EATING OUT: Starry, starry nights

TEATRO: 93-107 Shaftesbury Avenue, London W1V 7AE. Tel: 0171 494 3040. Open daily 12-3pm and 6-11.30pm. Pre-theatre menu, pounds 15 for two cour ses and pounds 18 for three. Average a la carte price, pounds 35 per person. Credit cards accepted
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The Independent Culture
LET'S GET the showbiz stuff straight out of the way. Teatro is a cool new restaurant co-owned by talented beautiful couple Lee Chapman, ex-footballer, and actress Leslie Ash, the blonde in Men Behaving Badly. As a bald statement of fact, that could go either way. To some, the names of a pair of famous people is enough to woo them straight into the shrine, longing to dangle around the aura of celebrities themselves. To others, it will start major warning bells ringing, and put them irrevocably off, safe in the knowledge that this is not likely to be an enterprise based on the quality of its food. In actual fact, both factions would be much mistaken. Fame groupies will be mightily disappointed by the lack of pizzazz and the starry cost of a meal at Teatro. Those who put quality of food above names in lights, would do well to shelve their worries, reassured by the third luminary in the Teatro line-up, super-chef Gordon Ramsay, who is billed as a consultant shareholder (the chef proper is Stuart Gillies). This is most definitely not an anglicised Planet Hollywood nor a Fashion Cafe. Oh no sirree, this one is aiming high in the starry firmament of sophisticated London restaurants.

Mind you, as a contender for a starry firmament, it's in a downright peculiar setting. The entrance is hidden between the Palace Theatre and the Curzon cinema, in the corner of a totally nondescript office block. I found the business of locating the restaurant inside the block (it is actually right at the back, overlooking Old Compton Street) deeply intimidating. Once past the doors there is absolutely nothing, and no one, to indicate that you are in the right place. Was I meant to go up that anonymous white staircase, or might there have been a door just around the corner at the bottom that I'd missed, leading the select few to the right room. It may be old fashioned, but I do like to be met by the warmth of a human being as I step into the premises of a restaurant. White walls, sheet glass and steps to no-man's-land do not make for a good start. Eventually, you come to a desk and two congenial faces who reassure that you are not halfway to Ward Nine. There are still two more long corridors to negotiate, but at least the doubt has been eliminated.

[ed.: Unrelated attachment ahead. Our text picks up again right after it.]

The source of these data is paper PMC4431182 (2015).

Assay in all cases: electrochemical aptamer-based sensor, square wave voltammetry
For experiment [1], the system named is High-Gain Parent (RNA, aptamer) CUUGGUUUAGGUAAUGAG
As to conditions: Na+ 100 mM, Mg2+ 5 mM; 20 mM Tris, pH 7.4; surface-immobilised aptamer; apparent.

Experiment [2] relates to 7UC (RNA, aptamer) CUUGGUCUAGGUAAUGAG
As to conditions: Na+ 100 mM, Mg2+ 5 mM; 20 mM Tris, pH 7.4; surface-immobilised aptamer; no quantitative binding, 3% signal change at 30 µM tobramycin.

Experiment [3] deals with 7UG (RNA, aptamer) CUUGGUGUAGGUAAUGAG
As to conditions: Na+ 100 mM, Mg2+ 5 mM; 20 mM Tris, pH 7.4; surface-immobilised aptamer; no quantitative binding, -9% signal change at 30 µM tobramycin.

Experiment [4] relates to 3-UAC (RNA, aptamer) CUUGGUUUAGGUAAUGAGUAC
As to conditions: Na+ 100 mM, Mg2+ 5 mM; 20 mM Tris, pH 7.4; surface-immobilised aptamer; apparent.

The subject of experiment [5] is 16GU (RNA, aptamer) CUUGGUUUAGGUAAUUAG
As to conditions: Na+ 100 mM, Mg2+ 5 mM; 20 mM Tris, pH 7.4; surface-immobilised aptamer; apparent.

The interior is very blocky. The dining area is angular and square, though the bar is a little softer with in-built curves. Overall, it comes as little surprise to learn that this was once a car-park. United Designers, who were responsible for Vong and Bonu, not to mention one of my favourite hotels, the Clarence in Dublin, were not landed with the easiest of jobs.